whether or not Your lips move

You speak to me

this is fibromyalgia. this is my reality. March 5, 2010

Filed under: education,fibromyalgia,stuff I've learned — Ashley @ 11:29 pm

Re-posted from my facebook notes.

I have been getting lots of questions on what it means to have fibromyalgia syndrome, or FMS or FM for short. I thought I’d take the opportunity to write a few notes about FMS, what it is like having it, and what you can do to support those you know who have it.

There is still a lot of research going on, but it is “a disorder of central processing with neuroendocrine/neurotransmitter dysregulation.” Basically this means a person with FMS has a central nervous system that processes pain and other sensations differently from most people. Research is also finding “increased levels of substance P in the spinal cord, low levels of blood flow to the thalamus region of the brain, HPA axis hypofunction, low levels of serotonin and tryptophan, and abnormalities in cytokine function.”

Everyone is different, but here’s how you might be able to imagine it. Think of a time you were in the most unbearable pain of your life. Dial it down a few notches. Then imagine having that pain every day, all day, in at least one part of your body, normally a muscle group. It may be in a different place from day to day, but it doesn’t go away so it eventually exhausts you, which is a major bummer because FMS already messes up your sleep cycle. Without restorative sleep and with being in pain most of the time, your brain goes into a “fog” that causes you to forget things, be dizzy a lot, mix up your words, and have a terribly difficult time concentrating on anything. Emotional breakdowns are inevitable and you have to consciously fight every minute of every day to maintain a positive attitude.

It gets even better. Sometimes you also have debilitating migraines or wake up in the night with your limbs numb. Sometimes you have “pins and needles” in your hands or feet. Sometimes the ringing in your ears gets so bad you can’t hear. Sometimes you have to wrap yourself in a blanket in an air-conditioned room because you’re so cold.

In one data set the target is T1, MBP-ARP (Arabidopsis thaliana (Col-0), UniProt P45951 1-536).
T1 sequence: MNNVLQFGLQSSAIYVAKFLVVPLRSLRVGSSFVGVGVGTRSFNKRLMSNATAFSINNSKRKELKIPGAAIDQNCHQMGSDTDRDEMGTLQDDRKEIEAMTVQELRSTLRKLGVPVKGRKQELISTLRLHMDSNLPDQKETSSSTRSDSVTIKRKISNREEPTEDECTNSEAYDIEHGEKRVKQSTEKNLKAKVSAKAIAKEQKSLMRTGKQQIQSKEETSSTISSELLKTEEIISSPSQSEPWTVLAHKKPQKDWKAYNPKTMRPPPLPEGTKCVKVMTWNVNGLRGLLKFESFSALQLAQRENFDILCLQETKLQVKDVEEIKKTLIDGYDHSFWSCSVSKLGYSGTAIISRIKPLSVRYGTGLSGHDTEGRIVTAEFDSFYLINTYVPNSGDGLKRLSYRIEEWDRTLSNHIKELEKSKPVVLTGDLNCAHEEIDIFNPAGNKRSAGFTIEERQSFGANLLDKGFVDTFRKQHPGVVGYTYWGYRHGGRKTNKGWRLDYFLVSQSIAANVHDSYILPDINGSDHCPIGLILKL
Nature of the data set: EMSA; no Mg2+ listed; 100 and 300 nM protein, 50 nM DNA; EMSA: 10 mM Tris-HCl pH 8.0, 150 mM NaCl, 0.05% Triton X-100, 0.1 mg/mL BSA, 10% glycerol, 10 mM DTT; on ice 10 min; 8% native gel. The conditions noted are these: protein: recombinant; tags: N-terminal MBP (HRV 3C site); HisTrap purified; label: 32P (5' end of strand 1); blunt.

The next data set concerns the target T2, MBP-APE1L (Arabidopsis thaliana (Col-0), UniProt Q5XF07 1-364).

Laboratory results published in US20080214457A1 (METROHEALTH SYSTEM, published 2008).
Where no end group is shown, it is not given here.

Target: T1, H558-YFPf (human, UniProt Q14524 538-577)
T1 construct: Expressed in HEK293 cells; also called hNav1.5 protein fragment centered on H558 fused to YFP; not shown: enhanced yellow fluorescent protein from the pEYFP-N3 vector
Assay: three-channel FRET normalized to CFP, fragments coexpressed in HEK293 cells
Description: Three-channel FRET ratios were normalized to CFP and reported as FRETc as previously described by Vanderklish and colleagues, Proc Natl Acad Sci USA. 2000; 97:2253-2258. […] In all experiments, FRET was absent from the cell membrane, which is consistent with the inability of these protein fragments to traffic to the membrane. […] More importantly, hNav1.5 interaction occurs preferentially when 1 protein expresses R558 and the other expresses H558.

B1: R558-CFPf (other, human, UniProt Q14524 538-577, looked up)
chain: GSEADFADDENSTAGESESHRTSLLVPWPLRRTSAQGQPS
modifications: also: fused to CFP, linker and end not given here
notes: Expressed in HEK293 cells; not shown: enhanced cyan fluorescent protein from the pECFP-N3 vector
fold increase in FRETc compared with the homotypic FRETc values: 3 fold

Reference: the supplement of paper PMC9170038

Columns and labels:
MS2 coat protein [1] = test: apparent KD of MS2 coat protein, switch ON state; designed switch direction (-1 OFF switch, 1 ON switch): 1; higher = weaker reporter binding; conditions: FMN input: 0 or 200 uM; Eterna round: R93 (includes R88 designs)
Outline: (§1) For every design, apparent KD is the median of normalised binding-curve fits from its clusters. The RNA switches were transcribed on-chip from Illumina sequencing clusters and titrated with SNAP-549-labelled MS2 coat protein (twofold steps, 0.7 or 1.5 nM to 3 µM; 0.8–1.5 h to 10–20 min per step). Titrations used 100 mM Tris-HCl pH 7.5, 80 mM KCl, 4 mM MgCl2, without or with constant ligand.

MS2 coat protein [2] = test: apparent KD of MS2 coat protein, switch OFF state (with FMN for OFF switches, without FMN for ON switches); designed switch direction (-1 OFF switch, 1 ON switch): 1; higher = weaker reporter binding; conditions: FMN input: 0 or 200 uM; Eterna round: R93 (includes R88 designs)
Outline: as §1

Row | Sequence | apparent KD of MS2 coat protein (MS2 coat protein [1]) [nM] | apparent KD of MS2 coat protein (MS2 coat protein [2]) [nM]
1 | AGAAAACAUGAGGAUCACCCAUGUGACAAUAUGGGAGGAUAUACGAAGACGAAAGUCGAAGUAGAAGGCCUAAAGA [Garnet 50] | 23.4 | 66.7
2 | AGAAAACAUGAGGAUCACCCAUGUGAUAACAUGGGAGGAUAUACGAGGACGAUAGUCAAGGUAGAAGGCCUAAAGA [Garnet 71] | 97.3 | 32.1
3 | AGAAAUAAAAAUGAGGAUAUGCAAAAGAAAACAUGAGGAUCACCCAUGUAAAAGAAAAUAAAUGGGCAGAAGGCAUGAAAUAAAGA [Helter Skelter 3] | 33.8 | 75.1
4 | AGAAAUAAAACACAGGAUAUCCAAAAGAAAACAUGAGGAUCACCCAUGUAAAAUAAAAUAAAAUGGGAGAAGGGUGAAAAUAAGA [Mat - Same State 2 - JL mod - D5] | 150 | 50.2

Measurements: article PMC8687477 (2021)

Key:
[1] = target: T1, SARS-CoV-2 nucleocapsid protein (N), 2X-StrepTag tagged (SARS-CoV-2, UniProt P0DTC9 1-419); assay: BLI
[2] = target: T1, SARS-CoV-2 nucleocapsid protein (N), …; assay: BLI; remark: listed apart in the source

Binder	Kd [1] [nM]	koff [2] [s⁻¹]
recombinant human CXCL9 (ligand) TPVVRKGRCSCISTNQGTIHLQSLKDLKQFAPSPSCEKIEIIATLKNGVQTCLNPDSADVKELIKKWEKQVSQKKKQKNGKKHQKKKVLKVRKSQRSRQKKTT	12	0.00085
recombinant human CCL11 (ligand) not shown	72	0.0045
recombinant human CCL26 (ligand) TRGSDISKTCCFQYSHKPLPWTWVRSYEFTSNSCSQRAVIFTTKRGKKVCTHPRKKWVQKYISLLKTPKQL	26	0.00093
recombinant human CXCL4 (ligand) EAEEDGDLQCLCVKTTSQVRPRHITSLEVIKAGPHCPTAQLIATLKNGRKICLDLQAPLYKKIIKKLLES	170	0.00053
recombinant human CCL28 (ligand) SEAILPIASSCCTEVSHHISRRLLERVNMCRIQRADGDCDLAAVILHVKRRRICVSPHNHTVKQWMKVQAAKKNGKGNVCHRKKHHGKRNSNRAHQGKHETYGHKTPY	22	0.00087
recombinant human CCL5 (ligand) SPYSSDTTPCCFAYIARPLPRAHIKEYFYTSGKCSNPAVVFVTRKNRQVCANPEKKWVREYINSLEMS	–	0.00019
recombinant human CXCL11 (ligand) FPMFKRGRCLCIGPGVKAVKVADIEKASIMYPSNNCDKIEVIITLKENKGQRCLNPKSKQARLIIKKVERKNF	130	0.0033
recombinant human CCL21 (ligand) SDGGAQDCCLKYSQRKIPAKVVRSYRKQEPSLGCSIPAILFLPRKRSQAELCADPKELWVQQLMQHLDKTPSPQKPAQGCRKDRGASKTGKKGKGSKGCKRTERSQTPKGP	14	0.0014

Who knows. There are a lot of studies trying to figure this out. Basically, no one really knows why some people get it and others don’t. They think there may be a genetic link. For some people FMS comes on slowly. Normally there is a “trigger” of some sort like an illness, injury, or some other trauma to the body.

Among other things:
– the ability to handle stress like most people
– the ability to work “normal” hours, or work at all for some
– it takes a LOT of time to take care of yourself and you often feel guilty about it because it means you can’t take care of others
– it takes you longer than a normal person to wake up and get ready in the morning because of the pain and stiffness
– you can’t really “commit” to being anywhere because you don’t know how you might feel that day
– sometimes you can’t go places everyone else can (for instance, I can’t be anywhere near cigarette smoke or spend much time around people whose clothes/hair smell like smoke)
– the way people treat you; some don’t realize (or care) that you need a little extra grace and patience from them
– you get tired of talking about the way you feel
– you have to tell people you’re never going to “feel better soon”

There are a few FDA approved meds out there. For me, I’ve made the decision recently to stop taking the one I was on, because there isn’t strong evidence that it won’t affect a fetus and we want to have kids soon. Warm water therapy, getting plenty of sun, and trying to stay as warm as possible at all times can help. There is also a fine balance that must be struck between too much exercise and too little. I take a cocktail of about 14 vitamins every day to, among other things, try to help my adrenal glands with cortisol production and hope that one day I will have some energy help from that. Some people have found that eating a specific diet helps.

There is no cure for FMS.

-Pray for me. A lot.
-Champion me. Help me to see my potential and remind me of my dreams. When I’m in a bad FMS flare (like I am now), it is really easy to forget about the things I want to do and be.
-Care about me, but try not to pity me. I am still capable of doing a lot of what I want to do. There may come a day when I can’t do much of anything, so for now I want to be given all the opportunities possible.
-Extend me a little more grace and patience than you might for “normal” people.
-Forgive me. I may get into moods that will really annoy you or do things that will disappoint you. I may have to say no to you a lot. Please realize that I only have so much energy to go around, and I HATE it when I have to spend that energy on myself. You can help me by not adding to that guilt.

For more information visit the National Fibromyalgia Association at www.fmaware.org.